Lockheed, Ericsson, Lenovo, Huawei, Bosch, and IoTeX Are Developing The Global IEEE Blockchain Identity of Things Standard
Researchers and scientists from Lockheed Martin, Ericsson, Lenovo, Huawei, Bosch, IoTeX, and China Academy of Information and Communications Technology are developing the global standards for the blockchain decentralized identities, announced IEEE Chair of the Identity of Things Working Group, Dr. Xinxin Fan.
The Institute of Electrical and Electronics Engineers’ (IEEE) newly initiated group is developing a universal specification for blockchain-based decentralized identity (DID) for IoT devices that Dr. Fan — IoTeX Founding Member and Head of Cryptography— began in 2019 alongside the World Wide Web Consortium (W3C).
Blockchain identity standardization is critical to ensure interoperability and communications between Internet of Things (IoT) devices, people, and businesses. Eliminating technical barriers and enabling heterogeneous entities to communicate with global standards make possible global trade, economic growth, and local communities worldwide to prosper.
Led by Dr. Fan, the working group is committed to ensuring that by defining a global DID standard for humans and machines to interoperate, the full $12.6 trillion potential value of the IoT that McKinsey predicts by 2030 can be unlocked globally.
Specifically, the Identity of Things standard defines a decentralized identity and access management (IAM) framework for the IoT to manage the lifecycle of IoT devices as well as IoT security services such as device authentication, data authorization, and access controls.
Interoperability is a crucial component of the working group’s role in building standards that unleash the full power of the blockchain innovation ecosystem,” said Dr. Ramesh Ramadoss, the co-chair of the IEEE Blockchain Initiative.
Ramadoss explained interoperability using WiFi as an example. The IEEE set the global standard for WiFi. Thanks to that, people can travel anywhere worldwide and connect to the internet with only their username and password.
Dr. Ramadoss also used electrical sockets to explain why global standards are needed. People face issues when traveling to other countries with electronic or electrical devices that require a socket adapter. In the case of electrical sockets, there are multiple regional standards worldwide but no global standard.
“Standards help with the growth and adoption of new technologies by lowering the technical barriers,” Ramadoss said. “In the blockchain space, lack of interoperability is a technical barrier. There are many blockchains and the way devices are connected to blockchains to enable decentralized machine-to-machine communications should follow a universal standard.”
The Identity of Things standard that the working group is developing aims to ensure that all people and machines can communicate frictionlessly no matter where they are. They will make it possible for billions of machines worldwide to communicate no matter who manufactured them or where. With countless industries adopting Internet-connected devices, the need for devices to exchange intelligence and value is paramount to a trusted and automated future.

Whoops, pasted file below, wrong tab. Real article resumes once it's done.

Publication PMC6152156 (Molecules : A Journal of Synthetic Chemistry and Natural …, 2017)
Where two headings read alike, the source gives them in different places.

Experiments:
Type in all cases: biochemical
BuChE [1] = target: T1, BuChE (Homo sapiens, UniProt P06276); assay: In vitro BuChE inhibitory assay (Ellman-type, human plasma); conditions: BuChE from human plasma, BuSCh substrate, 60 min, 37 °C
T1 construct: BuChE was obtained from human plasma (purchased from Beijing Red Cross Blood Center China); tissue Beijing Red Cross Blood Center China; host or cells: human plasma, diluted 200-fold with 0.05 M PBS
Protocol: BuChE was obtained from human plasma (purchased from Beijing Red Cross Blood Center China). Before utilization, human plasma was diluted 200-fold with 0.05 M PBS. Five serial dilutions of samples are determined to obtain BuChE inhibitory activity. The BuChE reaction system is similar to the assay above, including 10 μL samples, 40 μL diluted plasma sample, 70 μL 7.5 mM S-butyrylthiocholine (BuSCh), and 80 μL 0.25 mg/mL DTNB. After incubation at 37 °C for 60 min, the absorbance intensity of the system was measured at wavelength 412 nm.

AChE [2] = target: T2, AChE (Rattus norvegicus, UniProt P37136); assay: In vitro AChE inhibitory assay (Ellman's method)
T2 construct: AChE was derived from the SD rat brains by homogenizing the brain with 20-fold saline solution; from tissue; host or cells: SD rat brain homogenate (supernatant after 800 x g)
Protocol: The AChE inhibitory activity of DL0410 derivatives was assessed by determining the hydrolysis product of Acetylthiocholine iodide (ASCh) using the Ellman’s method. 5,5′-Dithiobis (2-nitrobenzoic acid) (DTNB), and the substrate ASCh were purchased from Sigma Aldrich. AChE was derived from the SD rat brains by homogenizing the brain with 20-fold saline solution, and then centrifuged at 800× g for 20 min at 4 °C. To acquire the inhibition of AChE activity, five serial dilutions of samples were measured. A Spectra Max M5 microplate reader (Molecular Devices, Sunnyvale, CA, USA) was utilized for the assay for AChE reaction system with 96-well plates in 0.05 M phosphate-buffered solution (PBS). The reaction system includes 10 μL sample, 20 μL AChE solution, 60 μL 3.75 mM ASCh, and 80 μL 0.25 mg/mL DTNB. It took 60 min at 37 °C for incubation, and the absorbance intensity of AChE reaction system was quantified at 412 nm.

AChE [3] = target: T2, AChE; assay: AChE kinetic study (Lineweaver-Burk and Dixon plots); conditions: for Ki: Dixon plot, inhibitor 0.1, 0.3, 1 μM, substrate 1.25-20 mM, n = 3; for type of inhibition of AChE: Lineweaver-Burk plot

The world is already seeing smart cities and highways built globally. In the not-so-distant future, machines will be the primary workforce. The IEEE Identity of Things standard will make sure vehicles can seamlessly communicate with humans, with toll booths, parking meters, gasoline stations, and e-charging pods. And to enable people to order self-driving taxis, punctually pick them up, and drop them off where indicated, making payment digitally. These are just a few use cases, but the possibilities are endless.
Dr. Fan explained that with globally standardized DIDs, people can contribute globally to society with valuable real-time climate, geography, traffic, and other data.
“Despite technological innovations, today, even humans face communication barriers due to language barriers,” he said. “This issue is compounded when we look at machines manufactured by different companies and deployed in different geographical regions.”
“That is what the working group I preside over has been working on since April, and today I am pleased to say we have formed a fantastic initial class of forward-thinking enterprises to drive this standard forward and progressed significantly although many challenges still lie ahead,” Dr. Fan added.
“By co-creating standards with industry experts, IoTeX is committed to innovation in the blockchain space via our real-world products, such as Ucam and Pebble Tracker. We want to help people securely own their data, earn by monetizing it and the value their smart devices generate, and make the world a better place,” said Dr. Fan.
IoTeX has embraced MachineFi, or the decentralized machine economy. It will enable people to connect IoT devices and machines to the blockchain with DIDs. They’ll be able to monetize their data and the value their devices generate and improve their lives and their environment. One way is by receiving rewards for planting trees, using eco-friendly transportation, consuming sustainable energy, driving safely, and exercising and sharing that data. That will benefit others without compromising their privacy or handing control of their data and smart devices to Big Tech.